The E3 ubiquitin ligases can be classified into three subfamilies, homologous to E6-AP carboxyl terminus (HECT) domain containing ligase, really interesting new gene (RING) domain containing ligase, and U-box domain containing ligase. The E3 ubiquitin ligase Itch [also known as AIP4 (atrophin-1 interacting protein 4)] belongs to the HECT type E3 family. Itch contains an N-terminal Ca2+ dependent phospholipid-binding C2 domain, a protein-protein interaction WW domain, and a C-terminal HECT domain (Schwarz et al., 1998). Itch was originally identified in non-agouti-lethal 18H or Itchy mice, which exhibit defective immune and inflammatory responses (Perry et al., 1998). Itch has been implicated in tumorigenesis and chemosensitivity (Wei et al., 2012), and its substrates include c-Jun and Jun B, which are important regulators of immune responses (Fang et al., 2002). It has also been established that Itch plays an important role in differentiation of regulatory T cells via the regulation of FoxP3 (Venuprasad et al., 2008), which is a transcription factor and master regulator of regulatory T cell differentiation and TGF-β-induced regulatory T cell development (Su and Liu, 2010). However, the molecular mechanism by which Itch regulates T cell development and TGF-β signaling has not been determined. Recent studies indicate that Itch positively regulates TGF-β signaling by modulating Smad2 phosphorylation in mouse embryonic fibroblasts (Bai et al., 2004). In contrast, Lallemand and colleagues reported that Itch negatively regulates TGF-β signaling despite mediating Smad7 ubiquitination (Lallemand et al., 2005). Therefore the physiological role of Itch in TGF-β signaling remains to be determined.

Here, we demonstrate that Itch regulates TGF-β-induced Smad7 ubiquitination and epithelial-mesenchymal transition (EMT). Knockdown of endogenous Itch by RNA interference significantly increased TGF-β-induced Smad7 expression. Furthermore, Itch regulated TGF-β-induced EMT gene expression. Thus, our results suggest that Itch is a positive regulator of the TGF-β-mediated Smad signaling pathway via Smad7 ubiquitination and protein degradation.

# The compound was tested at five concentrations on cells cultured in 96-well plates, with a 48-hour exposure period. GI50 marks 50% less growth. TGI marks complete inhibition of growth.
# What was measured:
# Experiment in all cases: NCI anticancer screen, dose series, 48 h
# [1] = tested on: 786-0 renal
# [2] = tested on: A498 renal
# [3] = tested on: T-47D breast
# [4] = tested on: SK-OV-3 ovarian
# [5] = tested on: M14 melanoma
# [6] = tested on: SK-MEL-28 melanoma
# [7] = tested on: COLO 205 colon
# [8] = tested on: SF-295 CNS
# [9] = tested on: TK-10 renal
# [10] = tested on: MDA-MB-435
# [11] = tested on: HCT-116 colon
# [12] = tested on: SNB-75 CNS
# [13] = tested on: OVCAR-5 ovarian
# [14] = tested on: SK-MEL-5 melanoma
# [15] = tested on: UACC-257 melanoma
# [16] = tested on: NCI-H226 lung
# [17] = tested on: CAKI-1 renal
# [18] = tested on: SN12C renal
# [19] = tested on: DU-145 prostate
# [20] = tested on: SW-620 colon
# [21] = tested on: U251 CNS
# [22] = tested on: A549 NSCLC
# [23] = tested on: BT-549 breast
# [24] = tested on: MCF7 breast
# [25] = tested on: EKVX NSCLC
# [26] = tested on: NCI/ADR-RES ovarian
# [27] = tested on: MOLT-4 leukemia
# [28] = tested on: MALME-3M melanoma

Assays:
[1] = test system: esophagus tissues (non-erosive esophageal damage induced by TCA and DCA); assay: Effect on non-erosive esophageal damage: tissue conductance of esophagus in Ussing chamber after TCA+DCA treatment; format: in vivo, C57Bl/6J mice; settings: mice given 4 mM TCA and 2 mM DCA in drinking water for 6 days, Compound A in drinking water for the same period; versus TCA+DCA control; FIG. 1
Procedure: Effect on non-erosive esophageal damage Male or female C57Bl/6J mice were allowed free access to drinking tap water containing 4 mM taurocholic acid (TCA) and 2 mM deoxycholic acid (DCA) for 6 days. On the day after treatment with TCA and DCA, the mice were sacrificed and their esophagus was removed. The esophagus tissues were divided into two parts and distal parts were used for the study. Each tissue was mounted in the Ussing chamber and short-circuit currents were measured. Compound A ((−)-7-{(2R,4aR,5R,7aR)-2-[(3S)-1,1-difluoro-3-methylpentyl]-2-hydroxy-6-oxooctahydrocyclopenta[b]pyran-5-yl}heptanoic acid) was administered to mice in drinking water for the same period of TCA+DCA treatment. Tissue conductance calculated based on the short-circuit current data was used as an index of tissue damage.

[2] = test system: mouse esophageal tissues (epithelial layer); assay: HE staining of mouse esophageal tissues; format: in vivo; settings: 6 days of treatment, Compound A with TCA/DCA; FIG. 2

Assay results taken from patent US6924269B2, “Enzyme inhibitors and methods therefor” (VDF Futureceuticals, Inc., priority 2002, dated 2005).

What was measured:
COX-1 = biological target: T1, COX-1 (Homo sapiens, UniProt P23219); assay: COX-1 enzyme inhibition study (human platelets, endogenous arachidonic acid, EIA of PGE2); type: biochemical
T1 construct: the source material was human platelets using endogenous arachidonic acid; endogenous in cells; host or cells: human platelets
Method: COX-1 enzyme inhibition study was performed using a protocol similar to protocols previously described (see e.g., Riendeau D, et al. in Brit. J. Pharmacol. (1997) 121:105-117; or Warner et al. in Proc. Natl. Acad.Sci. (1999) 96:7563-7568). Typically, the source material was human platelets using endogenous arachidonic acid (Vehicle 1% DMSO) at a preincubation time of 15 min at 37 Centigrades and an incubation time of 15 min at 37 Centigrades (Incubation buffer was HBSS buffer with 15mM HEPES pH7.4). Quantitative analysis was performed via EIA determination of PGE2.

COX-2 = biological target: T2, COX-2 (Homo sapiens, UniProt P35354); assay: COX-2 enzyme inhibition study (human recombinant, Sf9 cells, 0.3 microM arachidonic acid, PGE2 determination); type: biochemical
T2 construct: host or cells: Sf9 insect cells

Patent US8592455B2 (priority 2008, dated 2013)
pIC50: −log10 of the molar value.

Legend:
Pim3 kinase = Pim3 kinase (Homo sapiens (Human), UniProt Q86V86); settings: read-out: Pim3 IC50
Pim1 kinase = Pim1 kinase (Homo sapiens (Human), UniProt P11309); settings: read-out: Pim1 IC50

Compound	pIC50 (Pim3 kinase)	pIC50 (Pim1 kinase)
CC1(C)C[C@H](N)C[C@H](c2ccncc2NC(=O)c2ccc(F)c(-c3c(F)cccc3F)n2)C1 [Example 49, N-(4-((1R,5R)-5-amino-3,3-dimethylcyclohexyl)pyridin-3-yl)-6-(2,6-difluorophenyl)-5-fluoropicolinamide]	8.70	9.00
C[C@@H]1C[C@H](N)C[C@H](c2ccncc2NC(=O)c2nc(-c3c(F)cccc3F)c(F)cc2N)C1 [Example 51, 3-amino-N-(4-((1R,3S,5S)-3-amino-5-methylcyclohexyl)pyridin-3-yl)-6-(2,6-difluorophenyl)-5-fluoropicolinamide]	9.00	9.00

MATERIALS AND METHODS

Reagents and antibodies

Human recombinant TGF-β1 (Transforming growth factor) was purchased from R&D Systems (Germany). MG132 was purchased from Sigma (USA). Control siRNA was purchased from Bioneer (Korea), and siRNA against Itch was from Santa Cruz (USA). Mouse anti-HA, mouse anti-c-Myc, goat anti-Smad6/7, mouse anti-Ubiquitin, and rabbit anti-occludin were purchased from Santa Cruz. Rabbit anti-N-cadherin was from Cell Signaling Technology (USA). Goat anti-Snail was from Abcam, mouse anti-Tubulin from Sigma, and mouse anti-Itchα from BD Science.

Cell culture

Human lung epithelial A549 and Cos7 cells were obtained from the American Type Culture Collection (ATCC, USA). A549 cells were cultured in F12K medium (Invitrogen, USA) supplemented with 10% fetal bovine serum (FBS), 100 U/ml penicillin and 100 g/ml streptomycin. Cos7 cells were cultured in DMEM (Hyclone, USA) supplemented with 10 % FBS and antibiotics. Cells were maintained at 37°C in a humidified 5% CO2 in air atmosphere.

Plasmid constructs and transfection

pSBE-luc, pBIND-Smad3 (Gal4-fused Smad3), PAI-1 (type 1 plasminogen activator inhibitor) promoter p800-luc, pRL-tk (Renila luciferase), and pG5-luc reporter plasmid used have been previously described (Woo et al., 2008). pHA-Smad7, pGFP-Ubiquitin, pMyc-Itch, and pMyc-Itch-Mut were obtained from the Addgene plasmid repository (Addgene plasmid 11733; Hayashi H, Hospital for Sick Children, Canada; Dantuma NP, The Medical Nobel Institute, Sweden, 11427 and 11428; Magnifico, Center for Cancer Research, USA). pcDNA3.1/His C vector was from Invitrogen and used as a control. Cells were transfected with plasmids as indicated in figures using Lipofectamine (Invitrogen, USA).

Small interfering RNA (siRNA)